as the private-equity firm
    recorded gains in invest-
    ment income and fees. B10
    Business&Finance
    World-Wide
    DONGJU ZHANG/LANZHOU UNIVERSITY
    A fossil jaw found in Tibet’s Himalayan highlands belongs to a vanished human species called
    Denisovans, deepening the mystery of human evolution in Asia, a new study said Wednesday. A6
    Venezuela’s opposition held
    secret talks with members of
    President Nicolás Maduro’s in-
    ner circle in recent months in
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    duro to leave power and install
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    ter Gen. Vladimir Padrino,
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    dential guard commander and
    head of military intelligence,
    Gen. Iván Rafael Hernández.
    The goal was to remove Mr.
    Maduro and restore democracy
    in the country, according to U.S.
    special envoy Elliott Abrams
    and people close to Venezuelan
    BY DAVID LUHNOW
    AND JOSÉ DE CÓRDOBA
    Caracas, Opposition
    Held Transition Talks
    ANDREW HARNIK/ASSOCIATED PRESS
     Stocks dive, Treasurys end
    lower.............................................. B11
     Heard on the Street: Low
    inflation dilemma for Fed... B12
    P2JW122000-6-A00100-17FFFB5178F

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    ELIZABETH RENZETTI . . . . . . . . . . . . . . . . . . . . A13
    KONRAD YAKABUSKI . . . . . . . . . . . . . . . . . . . . A13
    JOHN DOYLE . . . . . . . . . . . . . . . . . . . . . . . . . . . . A14
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    LIFE & ARTS . . . . . . . . . . . . . . . . . . . . . . . . . . . . A14
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    OPINION & ANALYSIS . . . . . . . . . . . . . . . . . . . . B4
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    OBITUARIES . . . . . . . . . . . . . . . . . . . . . . . . . . . . B19
    ONTARIO EDITION ■
    THURSDAY, MAY 2, 2019 ■
    GLOBEANDMAIL.COM
    British Columbia has filed a con-
    stitutional challenge to block Al-
    berta Premier Jason Kenney
    from using a newly proclaimed
    law to cut off oil shipments,
    amid a deepening conflict over
    the Trans Mountain pipeline,
    petroleum shipments and gaso-
    line prices.
    Mr. Kenney’s decision to move
    ahead on legislation that was
    passed but never brought into
    force by the previous NDP gov-
    ernment opened up the first of
    several legal fights for his United
    Conservatives, all focused on his
    central campaign pledge to push
    back against opponents of pipe-
    lines and the oil industry. Mr.
    Kenney proclaimed the law im-
    mediately after he was sworn in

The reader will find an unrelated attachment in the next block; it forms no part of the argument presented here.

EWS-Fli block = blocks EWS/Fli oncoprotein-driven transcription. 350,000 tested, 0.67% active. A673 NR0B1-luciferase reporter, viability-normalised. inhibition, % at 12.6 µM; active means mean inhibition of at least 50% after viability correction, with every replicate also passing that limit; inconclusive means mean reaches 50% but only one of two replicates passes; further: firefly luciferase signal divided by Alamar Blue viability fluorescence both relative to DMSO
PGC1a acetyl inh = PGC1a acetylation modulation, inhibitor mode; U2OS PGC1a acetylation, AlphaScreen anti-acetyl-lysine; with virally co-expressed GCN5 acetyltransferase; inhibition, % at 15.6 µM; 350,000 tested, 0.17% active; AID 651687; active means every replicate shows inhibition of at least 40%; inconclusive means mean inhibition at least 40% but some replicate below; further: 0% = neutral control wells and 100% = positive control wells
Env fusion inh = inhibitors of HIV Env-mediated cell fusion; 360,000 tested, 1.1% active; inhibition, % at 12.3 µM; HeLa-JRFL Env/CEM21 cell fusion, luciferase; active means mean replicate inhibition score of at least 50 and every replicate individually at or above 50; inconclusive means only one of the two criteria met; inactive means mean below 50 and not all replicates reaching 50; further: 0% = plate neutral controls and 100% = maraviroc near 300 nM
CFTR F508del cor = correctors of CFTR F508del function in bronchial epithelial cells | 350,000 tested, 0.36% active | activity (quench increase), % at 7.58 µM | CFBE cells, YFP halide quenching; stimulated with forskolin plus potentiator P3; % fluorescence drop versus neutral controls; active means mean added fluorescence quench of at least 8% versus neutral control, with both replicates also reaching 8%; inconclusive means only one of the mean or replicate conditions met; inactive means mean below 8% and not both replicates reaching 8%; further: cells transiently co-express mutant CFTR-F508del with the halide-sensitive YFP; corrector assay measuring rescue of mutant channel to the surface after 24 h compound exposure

on Tuesday, but said he doesn’t
    intend to immediately begin
    turning off the taps.
    The conflict is also playing in-
    to growing frustration in B.C.
    over gasoline prices that have
    topped $1.70 a litre at some sta-
    tions. Mr. Kenney is urging Brit-
    ish Columbians to blame Pre-
    mier John Horgan and his oppo-
    sition to the Trans Mountain ex-
    pansion for increases at the
    pumps. Mr. Horgan, in turn, in-
    sisted that the gas-price issue has
    nothing to do with the Trans
    Mountain debate and instead
    called on the pipeline’s new
    owner, the federal government,
    to intervene by ensuring that
    more refined oil products reach
    the B.C. market.
    Mr. Kenney, whose party un-
    seated the New Democrats in the
    April 16 provincial election, ac-
    cused Mr. Horgan’s government
    of holding up permits and said
    the B.C. Premier’s opposition, in-
    cluding participating in a Federal
    Court of Appeal case that ulti-
    mately stalled the Trans Moun-
    tain expansion, has been “deeply
    frustrating” for Albertans.
    “We will do what’s necessary
    to protect our interests,” Mr. Ken-
    ney said in Edmonton on
    Wednesday. “The campaign to
    landlock Alberta’s resources, re-
    sulting in the failure of several
    pipeline projects to Canada’s
    West and East Coasts, has been
    economically devastating and
    has contributed to the jobs crisis
    in this province.”
    The Trans Mountain expan-
    sion project is currently stalled
    after a court ruling last year,
    prompting a subsequent review
    and additional consultations
    with First Nations. Federal cabi-
    net faces a June deadline on
    whether to reapprove the pro-
    ject.
    OIL, A19
    B.C. challenges Alberta’s oil-embargo law
    Province to ask court
    to block Kenney from
    using legislation to
    restrict energy exports
    as conflict deepens
    over Trans Mountain
    JUSTIN GIOVANNETTI EDMONTON
    JAMES KELLER CALGARY
    JUSTINE HUNTER VICTORIA
    Alberta Premier Jason
    Kenney and Minister of
    Energy Sonya Savage
    arrive at an Edmonton
    press conference on
    Wednesday to discuss
    the new oil-embargo law
    that was proclaimed
    Tuesday, on the
    government’s first day
    of power.
    JASON FRANSON
    /THE CANADIAN PRESS